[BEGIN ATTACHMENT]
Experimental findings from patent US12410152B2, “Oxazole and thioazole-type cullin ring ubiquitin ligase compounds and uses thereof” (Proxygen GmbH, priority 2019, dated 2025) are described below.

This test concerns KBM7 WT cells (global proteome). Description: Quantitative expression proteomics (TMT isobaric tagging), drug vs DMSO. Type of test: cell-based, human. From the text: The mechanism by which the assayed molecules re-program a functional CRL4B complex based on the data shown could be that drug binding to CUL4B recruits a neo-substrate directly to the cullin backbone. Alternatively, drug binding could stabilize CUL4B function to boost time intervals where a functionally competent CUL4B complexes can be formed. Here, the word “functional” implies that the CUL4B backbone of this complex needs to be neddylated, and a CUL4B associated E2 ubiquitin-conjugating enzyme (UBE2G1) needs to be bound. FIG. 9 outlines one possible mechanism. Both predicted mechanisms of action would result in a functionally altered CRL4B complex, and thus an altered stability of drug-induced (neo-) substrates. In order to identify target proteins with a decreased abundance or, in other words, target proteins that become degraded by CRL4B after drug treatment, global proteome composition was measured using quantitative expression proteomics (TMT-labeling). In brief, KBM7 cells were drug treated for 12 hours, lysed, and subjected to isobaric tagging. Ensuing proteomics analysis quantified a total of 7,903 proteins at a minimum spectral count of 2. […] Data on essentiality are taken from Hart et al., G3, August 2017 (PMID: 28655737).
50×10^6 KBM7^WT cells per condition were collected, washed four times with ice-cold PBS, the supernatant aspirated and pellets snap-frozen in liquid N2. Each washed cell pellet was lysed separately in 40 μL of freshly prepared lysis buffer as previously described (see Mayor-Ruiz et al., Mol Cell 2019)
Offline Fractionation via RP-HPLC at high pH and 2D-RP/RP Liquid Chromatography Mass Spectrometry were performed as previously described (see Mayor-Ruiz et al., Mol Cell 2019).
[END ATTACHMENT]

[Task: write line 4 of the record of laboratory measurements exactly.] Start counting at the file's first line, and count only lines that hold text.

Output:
Offline Fractionation via RP-HPLC at high pH and 2D-RP/RP Liquid Chromatography Mass Spectrometry were performed as previously described (see Mayor-Ruiz et al., Mol Cell 2019).